Students often comment during the wrap-up conversation that they are reminded both of the importance of probing preliminary assumptions and of the value of hearing perspectives other than their own. As with the medical team's approach to a clinical encounter, the process that takes place during the Art and Medicine Focus Experience at MOCA begins with observation, continues with multiple interpretations of that which is observed, moves to sorting through often ambiguous evidence, proceeds to collaboration within a community of observers, and finally moves to consensus and a direction for action.
As Julia Marshall9 writes in Visible Thinking, much contemporary artwork serves to translate ideas and concepts into visual form and to reveal the thought processes involved in making the work. She writes, “When students are directed to the processes behind contemporary artworks, metacognition is fostered”; that is, students become engaged in a kind of metacognition that is critical to learning. Through their experience at MOCA, students and faculty engage in this metacognitive process together and reflect on the process of how they encountered the works of art and created their own communal interpretive work. To illustrate, during the wrap-up session, one of the ICM faculty preceptors said to the students in his group, “When I heard your interpretive responses … I was struck by your recruitment of imagination. Those stacks of geometric pieces and curved linear structures were transformed into images and symbols of the human condition.”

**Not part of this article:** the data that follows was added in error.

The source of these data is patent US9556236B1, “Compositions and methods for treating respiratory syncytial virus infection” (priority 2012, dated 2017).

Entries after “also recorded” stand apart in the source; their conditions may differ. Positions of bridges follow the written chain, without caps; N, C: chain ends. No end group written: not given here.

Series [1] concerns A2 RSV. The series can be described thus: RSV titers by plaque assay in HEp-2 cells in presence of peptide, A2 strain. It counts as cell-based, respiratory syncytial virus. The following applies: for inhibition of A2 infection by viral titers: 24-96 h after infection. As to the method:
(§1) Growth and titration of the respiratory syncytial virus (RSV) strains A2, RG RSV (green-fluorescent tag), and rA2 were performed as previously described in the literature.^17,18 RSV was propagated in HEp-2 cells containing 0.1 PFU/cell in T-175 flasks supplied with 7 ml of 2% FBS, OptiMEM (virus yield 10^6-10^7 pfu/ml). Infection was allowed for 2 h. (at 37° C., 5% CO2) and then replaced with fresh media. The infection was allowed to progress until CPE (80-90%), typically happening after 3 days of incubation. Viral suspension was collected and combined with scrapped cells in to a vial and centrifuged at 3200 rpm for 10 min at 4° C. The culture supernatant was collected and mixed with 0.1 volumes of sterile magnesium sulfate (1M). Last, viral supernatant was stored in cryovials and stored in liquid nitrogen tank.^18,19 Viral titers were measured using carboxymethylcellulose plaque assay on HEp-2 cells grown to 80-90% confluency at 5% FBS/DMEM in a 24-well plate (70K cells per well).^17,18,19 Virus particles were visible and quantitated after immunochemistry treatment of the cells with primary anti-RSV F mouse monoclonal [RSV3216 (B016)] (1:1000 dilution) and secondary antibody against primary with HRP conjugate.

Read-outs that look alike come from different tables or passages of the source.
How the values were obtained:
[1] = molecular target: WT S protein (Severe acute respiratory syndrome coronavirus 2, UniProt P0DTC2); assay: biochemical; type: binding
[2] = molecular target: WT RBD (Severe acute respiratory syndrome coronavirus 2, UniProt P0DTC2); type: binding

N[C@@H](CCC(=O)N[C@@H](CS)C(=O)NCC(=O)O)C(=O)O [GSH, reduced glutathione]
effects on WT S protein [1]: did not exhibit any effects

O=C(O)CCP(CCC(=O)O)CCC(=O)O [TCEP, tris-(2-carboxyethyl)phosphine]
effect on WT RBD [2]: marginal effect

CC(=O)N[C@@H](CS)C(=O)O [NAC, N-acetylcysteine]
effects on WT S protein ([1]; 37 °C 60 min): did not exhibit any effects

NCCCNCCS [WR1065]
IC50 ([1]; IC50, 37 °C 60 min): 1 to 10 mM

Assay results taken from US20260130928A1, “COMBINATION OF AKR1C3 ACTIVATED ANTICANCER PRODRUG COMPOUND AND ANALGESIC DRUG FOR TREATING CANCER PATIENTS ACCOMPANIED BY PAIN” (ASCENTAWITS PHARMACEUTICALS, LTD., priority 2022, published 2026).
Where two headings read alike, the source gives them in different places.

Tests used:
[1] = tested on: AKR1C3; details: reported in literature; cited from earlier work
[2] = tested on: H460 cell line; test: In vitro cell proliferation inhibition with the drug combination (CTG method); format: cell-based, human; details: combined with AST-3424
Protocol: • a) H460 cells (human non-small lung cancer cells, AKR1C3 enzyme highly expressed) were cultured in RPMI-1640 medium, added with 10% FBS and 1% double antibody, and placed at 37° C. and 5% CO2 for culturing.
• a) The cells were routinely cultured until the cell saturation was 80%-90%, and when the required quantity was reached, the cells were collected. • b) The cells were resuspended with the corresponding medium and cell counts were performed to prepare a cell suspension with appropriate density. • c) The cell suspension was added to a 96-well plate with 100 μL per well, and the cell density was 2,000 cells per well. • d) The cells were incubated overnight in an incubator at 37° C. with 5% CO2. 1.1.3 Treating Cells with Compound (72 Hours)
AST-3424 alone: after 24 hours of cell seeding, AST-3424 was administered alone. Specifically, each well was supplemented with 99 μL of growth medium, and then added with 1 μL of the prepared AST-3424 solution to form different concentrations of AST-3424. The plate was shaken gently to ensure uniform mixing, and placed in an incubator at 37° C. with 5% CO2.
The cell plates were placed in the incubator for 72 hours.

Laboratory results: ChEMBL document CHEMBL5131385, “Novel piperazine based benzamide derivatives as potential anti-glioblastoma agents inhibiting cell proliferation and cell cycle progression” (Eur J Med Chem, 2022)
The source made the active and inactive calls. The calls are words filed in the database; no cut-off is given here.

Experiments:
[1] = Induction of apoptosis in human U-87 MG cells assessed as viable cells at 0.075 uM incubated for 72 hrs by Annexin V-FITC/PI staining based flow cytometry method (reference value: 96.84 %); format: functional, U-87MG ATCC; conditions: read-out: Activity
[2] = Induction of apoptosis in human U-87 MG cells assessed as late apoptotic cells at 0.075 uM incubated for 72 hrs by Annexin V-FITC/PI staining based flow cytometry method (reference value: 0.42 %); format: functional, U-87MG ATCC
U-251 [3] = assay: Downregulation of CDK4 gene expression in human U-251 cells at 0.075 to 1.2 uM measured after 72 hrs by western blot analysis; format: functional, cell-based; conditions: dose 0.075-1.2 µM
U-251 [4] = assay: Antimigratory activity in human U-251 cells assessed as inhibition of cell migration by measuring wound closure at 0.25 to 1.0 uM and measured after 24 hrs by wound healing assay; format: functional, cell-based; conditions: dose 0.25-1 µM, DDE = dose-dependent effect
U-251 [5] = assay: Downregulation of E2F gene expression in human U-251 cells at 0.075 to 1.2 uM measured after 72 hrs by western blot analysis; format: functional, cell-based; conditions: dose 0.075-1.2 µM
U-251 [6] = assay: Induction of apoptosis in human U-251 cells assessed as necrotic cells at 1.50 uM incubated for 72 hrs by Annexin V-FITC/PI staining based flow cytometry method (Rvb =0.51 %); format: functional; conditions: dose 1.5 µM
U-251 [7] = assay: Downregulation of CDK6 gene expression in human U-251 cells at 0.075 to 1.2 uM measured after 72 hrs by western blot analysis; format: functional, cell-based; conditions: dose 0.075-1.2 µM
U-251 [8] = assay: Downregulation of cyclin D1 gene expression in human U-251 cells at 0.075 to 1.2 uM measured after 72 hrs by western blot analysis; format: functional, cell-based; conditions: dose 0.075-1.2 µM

Each time we conduct the focus experience, a rich discussion occurs, leading to an inspired recognition that this collaborative, critical thinking process is parallel—and vital—to effective clinical practice. Individuals in both realms observe with intention, test hypotheses by integrating prior knowledge and comparing their evidence with that of other observers, imagine experiences beyond their own, and recognize that uncertainty is an inherent part of what they do.
The authors wish to thank the staff of the Museum of Contemporary Art in Los Angeles, the Program in Medical Humanities, Arts, and Ethics at Keck School of Medicine (KSOM), and the faculty and staff of the Introduction to Clinical Medicine program at KSOM, for their support of this educational activity.
The University of Southern California institutional review board has reviewed the evaluation of the Art and Medicine Focus Experience and has deemed it to be not human participants research. The data gathered are anonymous and password protected.
This educational experience was presented in abstract or poster form at the Innovations in Medical Education Forum at the Keck School of Medicine of the University of Southern California (Pasadena, California; March 2009), at the Western Group on Educational Affairs/Western Group on Student Affairs Annual Meeting (Santa Fe, New Mexico; April 2009), as a Research in Medical Education poster at the Association of American Medical Colleges Annual Meeting (Boston, Massachusetts, November 2009), and at the Art Museums and Medical Education Symposium, Harvard Medical School/Harvard Art Museum (Boston, Massachusetts, November 2009).